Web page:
June 2023

Our new issue of UK Regulatory Radar brings you the latest industry and regulatory updates impacting financial service providers in the UK.   

Click on the images below for our latest insights and see the 'Further updates' section for other sector-specific developments.

In this issue:


BoE launches system-wide exploratory scenario (SWES):  As set out in the December 2022 Financial Stability Report, the Bank of England (BoE) has launched its first system-wide exploratory exercise to improve understanding of the behaviours of banks and non-banks during stressed market conditions. Participating firms (to include large banks, insurers, CCPs and a variety of funds) will be announced later in the year and will contribute to the design of the scenario. The final report, including system-wide and sector-specific results is expected in 2024.

Dual-regulated firms: enhancing proportionality: The FCA is consulting on changing the remuneration rules for smaller, less complex dual-regulated firms to make them proportionate to the risks posed by small firms to consumers and markets in the UK.

MIFIDPRU amendments (FCA Quarterly Consultation): In its latest quarterly consultation paper, the FCA proposed amendments to MIFIDPRU (the Handbook rules under the FCA's Investment Firms Prudential Regime) to further clarify its requirements, and to amend SUP 16 to rectify some errors that have been identified. The clarifications would impact on various topics such as a firm's own funds threshold requirement, the group ICARA process, and the MIF007 ICARA assessment questionnaire.

Capital Markets and Asset Management

Non-Bank Financial Intermediation: In a speech, Ashley Alder (FCA Chair) set out views on the regulation of Non-Bank Financial Intermediation (NBFI), i.e. the non-bank sector. He noted the growing role of NBFI in the real economy, recapped the NBFI policy agenda and recent events, and set out areas for further action (particularly regarding private markets). He suggested that policy actions could include enhanced reporting from NBFIs to regulators and the public, greater disclosure of NBFIs' exposures, and further engagement with international regulators. 

CCP Supervisory Stress Test: The BoE has launched its second public central counterparties (CCP) supervisory stress test (SST) which will explore the individual and system-wide credit and liquidity resilience of UK CCPs, and their interconnectedness with the rest of the financial system. The exercise aims to identify any potential vulnerabilities and gaps in CCPs' resilience, and will support and inform the BoE's supervisory and regulatory activities 

Admission to trading on a regulated market: The Government is in the process of creating a new legislative framework that will give powers to the FCA to set rules for what disclosures companies need to provide when seeking to admit securities to a regulated market — the new Public Offers and Admissions to Trading regime — which will adapt the on-shored EU Prospectus Regulation. In advance of this, through a series of engagement papers, the FCA is seeking views on how it might make these rules. Feedback on the papers is intended to create a dialogue which will inform further development of proposed rules which the FCA will consult on formally during 2024.   

ETFs priced at NAV (FCA Quarterly Consultation Paper): The FCA proposed to introduce a deferral regime for transactions in Exchange-Traded Funds (ETFs) priced at net value asset (NAV). This would allow firms and trading venues to defer publication of trade reports to after the publication of the ETF's NAV. This change would apply to all ETF transactions (where they are priced at NAV) regardless of size of the transaction, and not solely those considered large in scale. The amendments would come into force on 29 April 2024 (in line with broader transparency amendments).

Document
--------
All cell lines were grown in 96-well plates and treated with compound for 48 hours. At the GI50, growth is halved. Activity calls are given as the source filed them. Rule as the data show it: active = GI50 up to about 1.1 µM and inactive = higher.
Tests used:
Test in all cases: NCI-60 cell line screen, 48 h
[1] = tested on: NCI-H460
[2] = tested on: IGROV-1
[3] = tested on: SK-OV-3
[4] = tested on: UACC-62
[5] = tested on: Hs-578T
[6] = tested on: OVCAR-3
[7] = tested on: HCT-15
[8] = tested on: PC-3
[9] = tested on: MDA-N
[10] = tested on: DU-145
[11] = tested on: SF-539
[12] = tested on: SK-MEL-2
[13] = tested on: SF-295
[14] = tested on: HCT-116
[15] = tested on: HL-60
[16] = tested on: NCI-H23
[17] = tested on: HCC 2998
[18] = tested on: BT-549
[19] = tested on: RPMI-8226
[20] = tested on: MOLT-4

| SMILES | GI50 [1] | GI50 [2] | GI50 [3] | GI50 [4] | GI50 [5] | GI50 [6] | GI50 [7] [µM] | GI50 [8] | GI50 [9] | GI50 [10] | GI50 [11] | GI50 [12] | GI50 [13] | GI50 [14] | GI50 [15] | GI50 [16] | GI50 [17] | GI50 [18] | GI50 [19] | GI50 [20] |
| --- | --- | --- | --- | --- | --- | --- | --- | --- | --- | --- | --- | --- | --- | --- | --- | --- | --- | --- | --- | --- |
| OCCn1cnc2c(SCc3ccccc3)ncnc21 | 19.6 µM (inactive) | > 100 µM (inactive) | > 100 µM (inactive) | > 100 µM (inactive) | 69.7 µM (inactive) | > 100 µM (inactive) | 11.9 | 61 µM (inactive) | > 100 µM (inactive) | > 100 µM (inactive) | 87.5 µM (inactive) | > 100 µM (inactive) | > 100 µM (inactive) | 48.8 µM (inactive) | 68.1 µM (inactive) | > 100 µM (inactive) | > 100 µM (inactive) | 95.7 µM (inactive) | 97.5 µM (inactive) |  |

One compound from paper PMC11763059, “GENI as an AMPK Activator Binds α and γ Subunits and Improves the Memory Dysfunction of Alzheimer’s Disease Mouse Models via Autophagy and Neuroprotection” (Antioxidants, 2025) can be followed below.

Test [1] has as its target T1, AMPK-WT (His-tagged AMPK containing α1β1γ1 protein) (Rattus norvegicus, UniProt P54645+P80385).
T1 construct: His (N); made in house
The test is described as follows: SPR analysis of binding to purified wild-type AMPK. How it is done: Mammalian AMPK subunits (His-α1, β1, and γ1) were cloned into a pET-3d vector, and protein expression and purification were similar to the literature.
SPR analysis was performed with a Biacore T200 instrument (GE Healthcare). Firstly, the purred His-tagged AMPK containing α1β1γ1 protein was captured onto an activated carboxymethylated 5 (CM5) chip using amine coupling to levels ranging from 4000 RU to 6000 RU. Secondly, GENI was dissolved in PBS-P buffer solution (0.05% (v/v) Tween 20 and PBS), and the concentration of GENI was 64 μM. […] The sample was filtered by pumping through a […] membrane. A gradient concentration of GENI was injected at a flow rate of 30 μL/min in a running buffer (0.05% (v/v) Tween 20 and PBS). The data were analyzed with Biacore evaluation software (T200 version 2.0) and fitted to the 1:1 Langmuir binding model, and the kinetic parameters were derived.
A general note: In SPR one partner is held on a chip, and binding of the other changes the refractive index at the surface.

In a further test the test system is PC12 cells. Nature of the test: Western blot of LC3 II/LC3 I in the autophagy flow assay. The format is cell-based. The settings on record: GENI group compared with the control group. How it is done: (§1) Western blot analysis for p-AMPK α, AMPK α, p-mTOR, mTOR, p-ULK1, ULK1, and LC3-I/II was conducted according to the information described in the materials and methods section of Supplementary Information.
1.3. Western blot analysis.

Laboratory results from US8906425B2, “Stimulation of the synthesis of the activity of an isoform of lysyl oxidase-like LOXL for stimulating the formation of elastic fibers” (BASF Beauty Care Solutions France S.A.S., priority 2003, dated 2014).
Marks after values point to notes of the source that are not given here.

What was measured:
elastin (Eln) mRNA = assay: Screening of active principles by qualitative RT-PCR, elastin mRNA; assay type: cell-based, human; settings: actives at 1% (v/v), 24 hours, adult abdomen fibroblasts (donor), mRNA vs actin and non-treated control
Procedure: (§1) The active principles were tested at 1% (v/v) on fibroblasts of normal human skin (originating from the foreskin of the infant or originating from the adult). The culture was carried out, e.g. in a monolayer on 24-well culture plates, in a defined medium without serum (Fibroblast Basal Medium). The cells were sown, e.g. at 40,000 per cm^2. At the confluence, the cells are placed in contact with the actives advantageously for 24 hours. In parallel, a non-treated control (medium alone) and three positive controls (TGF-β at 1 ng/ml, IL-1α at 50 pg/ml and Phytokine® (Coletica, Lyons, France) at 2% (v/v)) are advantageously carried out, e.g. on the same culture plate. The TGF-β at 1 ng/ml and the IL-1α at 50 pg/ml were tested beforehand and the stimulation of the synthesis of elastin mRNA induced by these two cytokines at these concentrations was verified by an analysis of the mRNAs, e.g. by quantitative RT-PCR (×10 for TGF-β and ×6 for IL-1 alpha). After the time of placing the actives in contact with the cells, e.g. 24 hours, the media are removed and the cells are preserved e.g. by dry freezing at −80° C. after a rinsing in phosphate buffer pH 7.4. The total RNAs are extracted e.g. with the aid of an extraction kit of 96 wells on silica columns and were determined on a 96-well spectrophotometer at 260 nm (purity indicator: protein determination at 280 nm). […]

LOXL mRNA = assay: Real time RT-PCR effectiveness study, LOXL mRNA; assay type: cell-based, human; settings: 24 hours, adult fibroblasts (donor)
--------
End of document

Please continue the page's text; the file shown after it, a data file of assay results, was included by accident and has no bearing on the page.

Run off regime for overseas CCPs: Following EU exit, HM Treasury (HMT) established a Temporary Recognition Regime (TRR) to enable eligible non-UK CCPs to continue to provide clearing services to UK firms whilst equivalence and recognition assessments were ongoing. A "run-off" regime was also established to enable non-UK CCPs that exited the TRR without recognition to wind down relevant contracts and business with UK counterparties in an orderly manner for a maximum period of one year. The Financial Services and Markets Bill extends this run-off period to three years and six months. However, as timing is unsure around the Bill receiving Royal Assent. HMT has now introduced further technical amendments, that in the event of a gap between a CCP's exit from the run-off regime and Royal Assent, allow the BoE to determine that a CCP's run-off period is to be treated as not having expired, from the making of the determination onwards.


FCA portfolio letter: Self-Invested Personal Pension (SIPP) operators: The FCA has written to its SIPP Operators highlighting how its previous concerns have been heightened by recent firm failures (often following FOS decisions) and the more complex administration typically associated with SIPPs. Key longstanding harms identified include (i) the impact of firm failure, (ii) consumers not receiving fair redress when it is due (or not receiving it in a timely manner) and, (iii) pension scams and fraud. There is a strong Consumer Duty thread running through the letter articulating the FCA's expectations. Impacted firms should closely review the detail and examples and factor and check and challenge its approach in the areas identified to ensure it meets FCA expectations — both now and post Consumer Duty. 

Retail Conduct

Debt packager referral fee ban: The FCA has announced a ban on debt packager firms receiving referral fees. The rules will prevent business models that incentivise debt packagers to recommend options that make them more money rather than what is in the customer's best interest. The ban is immediate for new entrants to the market, existing debt packager firms have until 2 October 2023 to implement the rules.